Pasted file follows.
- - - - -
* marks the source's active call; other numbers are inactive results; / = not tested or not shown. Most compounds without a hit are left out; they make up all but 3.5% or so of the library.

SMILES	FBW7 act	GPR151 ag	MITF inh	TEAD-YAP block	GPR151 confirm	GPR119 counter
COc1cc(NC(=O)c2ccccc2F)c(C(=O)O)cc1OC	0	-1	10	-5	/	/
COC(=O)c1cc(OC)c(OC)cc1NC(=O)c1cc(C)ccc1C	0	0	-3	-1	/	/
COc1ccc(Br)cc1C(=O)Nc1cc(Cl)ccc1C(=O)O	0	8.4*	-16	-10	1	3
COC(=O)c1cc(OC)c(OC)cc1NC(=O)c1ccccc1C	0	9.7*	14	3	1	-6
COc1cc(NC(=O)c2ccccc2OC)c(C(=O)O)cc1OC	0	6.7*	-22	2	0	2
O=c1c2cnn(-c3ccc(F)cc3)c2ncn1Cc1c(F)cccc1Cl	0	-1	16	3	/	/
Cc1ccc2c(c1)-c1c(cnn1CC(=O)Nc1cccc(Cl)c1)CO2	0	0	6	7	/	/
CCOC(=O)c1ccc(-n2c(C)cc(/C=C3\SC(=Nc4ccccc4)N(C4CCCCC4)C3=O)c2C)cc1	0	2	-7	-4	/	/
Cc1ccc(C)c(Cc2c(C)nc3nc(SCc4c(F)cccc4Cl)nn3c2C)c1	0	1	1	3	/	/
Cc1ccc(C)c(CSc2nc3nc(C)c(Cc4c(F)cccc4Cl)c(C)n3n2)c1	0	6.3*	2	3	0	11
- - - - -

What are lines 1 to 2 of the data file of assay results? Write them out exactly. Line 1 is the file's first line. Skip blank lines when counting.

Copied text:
* marks the source's active call; other numbers are inactive results; / = not tested or not shown. Most compounds without a hit are left out; they make up all but 3.5% or so of the library.

SMILES	FBW7 act	GPR151 ag	MITF inh	TEAD-YAP block	GPR151 confirm	GPR119 counter